The Shoreline Church pastors are glad "Job's friends" did not show up at their house.

"When you go through loss, people don't know what to say. Emotions are so tender. It's better not to explain the unexplainable. Just give hugs and love."

"No matter what someone says at a time of tragedy, all they're trying to say is: 'I am sorry for what happened in your life' and 'I love you.' I can't tell you how much that helped. People mean well."

Trusting in God

In their loss, the Kokes were more parents than pastors—more frail humans in need of Christ than superspiritual Christians. Their story is the story of hundreds or perhaps thousands of ministers who have suffered heart-breaking loss.

"You never get over it," admits Pastor Rob, who shared how recently seeing Caleb's old scorecard from a game of Yahtzee prompted deep sadness. "You absorb it into a new reality."

Pastor Rob found hope when another pastor who had lost a child reached out in a letter.

"Don't exchange what you do know for what you don't know," the letter advised.

Pastor Rob was challenged not to let the pain steal from him what he did know—Jesus loves him and his family; heaven is for real; and he will be reunited with his son in heaven someday.

"There are some things in life you cannot understand, but with Jesus, there is a peace that passes all understanding," he says.

The Kokes stand on the truth of God's Word.

"Our only source of peace is that heaven is a reality," Pastor Rob says. "When I see Caleb in heaven, no one should bother me for the first thousand years of eternity because I just want to hang out with my son."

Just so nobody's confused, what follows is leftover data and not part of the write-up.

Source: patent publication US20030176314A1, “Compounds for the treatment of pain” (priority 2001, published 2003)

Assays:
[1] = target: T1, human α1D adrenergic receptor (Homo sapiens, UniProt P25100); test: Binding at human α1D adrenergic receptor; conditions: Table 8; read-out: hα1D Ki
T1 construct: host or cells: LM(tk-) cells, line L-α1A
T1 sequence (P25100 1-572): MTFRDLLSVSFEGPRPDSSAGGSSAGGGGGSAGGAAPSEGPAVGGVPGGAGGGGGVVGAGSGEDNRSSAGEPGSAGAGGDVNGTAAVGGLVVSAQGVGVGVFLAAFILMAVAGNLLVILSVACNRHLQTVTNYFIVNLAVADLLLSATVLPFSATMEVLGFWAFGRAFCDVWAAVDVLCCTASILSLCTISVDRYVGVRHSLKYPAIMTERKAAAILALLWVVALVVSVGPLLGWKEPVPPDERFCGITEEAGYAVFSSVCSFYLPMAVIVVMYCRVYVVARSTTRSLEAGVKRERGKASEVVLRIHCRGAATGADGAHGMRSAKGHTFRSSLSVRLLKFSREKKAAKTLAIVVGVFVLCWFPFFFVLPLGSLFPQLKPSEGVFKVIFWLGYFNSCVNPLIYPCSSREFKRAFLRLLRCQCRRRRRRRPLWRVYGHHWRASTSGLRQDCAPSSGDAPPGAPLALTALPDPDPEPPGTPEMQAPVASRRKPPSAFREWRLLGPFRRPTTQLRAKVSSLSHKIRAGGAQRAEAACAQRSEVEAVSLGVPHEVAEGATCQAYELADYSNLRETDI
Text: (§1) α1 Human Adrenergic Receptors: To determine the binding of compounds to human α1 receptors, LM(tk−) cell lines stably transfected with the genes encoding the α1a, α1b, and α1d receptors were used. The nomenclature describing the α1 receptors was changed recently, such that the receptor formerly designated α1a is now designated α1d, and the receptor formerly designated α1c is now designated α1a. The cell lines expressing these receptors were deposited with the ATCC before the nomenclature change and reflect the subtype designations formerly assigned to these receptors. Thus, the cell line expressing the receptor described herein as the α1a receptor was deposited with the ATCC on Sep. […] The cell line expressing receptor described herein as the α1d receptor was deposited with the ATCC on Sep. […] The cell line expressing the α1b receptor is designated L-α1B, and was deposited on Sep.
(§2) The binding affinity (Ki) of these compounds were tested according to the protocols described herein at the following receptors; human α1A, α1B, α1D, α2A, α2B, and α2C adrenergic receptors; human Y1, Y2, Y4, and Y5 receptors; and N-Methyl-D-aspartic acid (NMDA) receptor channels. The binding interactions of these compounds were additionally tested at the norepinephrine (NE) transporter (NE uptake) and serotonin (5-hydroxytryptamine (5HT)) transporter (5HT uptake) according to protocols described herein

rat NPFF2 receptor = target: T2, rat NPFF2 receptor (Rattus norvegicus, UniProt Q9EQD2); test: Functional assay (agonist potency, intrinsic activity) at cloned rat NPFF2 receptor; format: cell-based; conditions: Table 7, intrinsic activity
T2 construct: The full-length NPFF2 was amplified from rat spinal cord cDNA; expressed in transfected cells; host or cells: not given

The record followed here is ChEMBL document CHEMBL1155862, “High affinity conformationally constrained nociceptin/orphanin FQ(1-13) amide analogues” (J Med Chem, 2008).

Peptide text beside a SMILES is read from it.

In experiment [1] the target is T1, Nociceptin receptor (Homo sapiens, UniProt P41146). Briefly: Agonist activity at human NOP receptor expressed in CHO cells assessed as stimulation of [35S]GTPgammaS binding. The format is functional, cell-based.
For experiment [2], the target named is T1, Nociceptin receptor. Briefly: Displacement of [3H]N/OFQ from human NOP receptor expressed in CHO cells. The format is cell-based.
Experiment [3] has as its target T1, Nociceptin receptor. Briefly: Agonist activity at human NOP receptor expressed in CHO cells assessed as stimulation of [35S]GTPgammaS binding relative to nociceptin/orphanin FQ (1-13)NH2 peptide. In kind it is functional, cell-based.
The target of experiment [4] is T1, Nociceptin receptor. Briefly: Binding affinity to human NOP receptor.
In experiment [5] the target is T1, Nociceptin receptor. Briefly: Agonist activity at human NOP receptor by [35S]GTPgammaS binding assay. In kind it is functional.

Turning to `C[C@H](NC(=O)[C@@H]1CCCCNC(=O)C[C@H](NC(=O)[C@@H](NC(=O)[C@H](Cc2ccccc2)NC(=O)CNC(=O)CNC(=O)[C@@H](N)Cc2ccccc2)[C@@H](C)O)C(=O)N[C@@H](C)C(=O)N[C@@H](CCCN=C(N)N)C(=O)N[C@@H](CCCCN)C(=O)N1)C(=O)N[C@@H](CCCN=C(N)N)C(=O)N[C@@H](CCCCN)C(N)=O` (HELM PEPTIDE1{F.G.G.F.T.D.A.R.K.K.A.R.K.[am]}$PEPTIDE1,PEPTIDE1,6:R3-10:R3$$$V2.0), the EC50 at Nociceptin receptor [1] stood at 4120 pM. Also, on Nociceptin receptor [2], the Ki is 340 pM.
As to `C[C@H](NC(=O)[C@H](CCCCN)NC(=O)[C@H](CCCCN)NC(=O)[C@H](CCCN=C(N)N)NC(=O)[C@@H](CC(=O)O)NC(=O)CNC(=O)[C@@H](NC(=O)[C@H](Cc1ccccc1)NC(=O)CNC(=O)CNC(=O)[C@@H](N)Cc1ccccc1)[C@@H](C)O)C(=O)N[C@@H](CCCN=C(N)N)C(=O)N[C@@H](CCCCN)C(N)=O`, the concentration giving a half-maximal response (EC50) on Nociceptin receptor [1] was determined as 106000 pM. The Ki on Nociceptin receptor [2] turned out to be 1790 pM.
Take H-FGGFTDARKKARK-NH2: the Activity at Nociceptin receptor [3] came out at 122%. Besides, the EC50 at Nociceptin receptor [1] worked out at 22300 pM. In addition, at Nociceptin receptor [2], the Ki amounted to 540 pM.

These pastors find comfort in the reality that Caleb was "relocated" to heaven.

"We are spiritual beings," Pastor Laura observes. "Each of us doesn't just have an earthly destiny; we also have an eternal destiny. Life does not end with this life. We keep going."

Pastor Rob adds: "In the most poignant moments in the first two weeks after Caleb's relocation to heaven, God spoke to me deep in my heart that 'I have your son and your dad.' When you have the Holy Spirit giving you assurance, it's very special."

God has also given Pastor Laura dreams about her son.

"When I wanted to touch Caleb, I'd have a dream, and Caleb would hug me in my dream," she says. "When [his passing] hits home, I thank God for heaven. Caleb graduated to the ultimate. And we will get to be together forever."

Once when Pastor Laura was in and out of weeping and she had a deep desire to know that "everything is OK," it seems that God sent her a sign: "The most brilliant rainbow—a triple rainbow—appeared, speaking to my heart ... the promise of heaven," she says.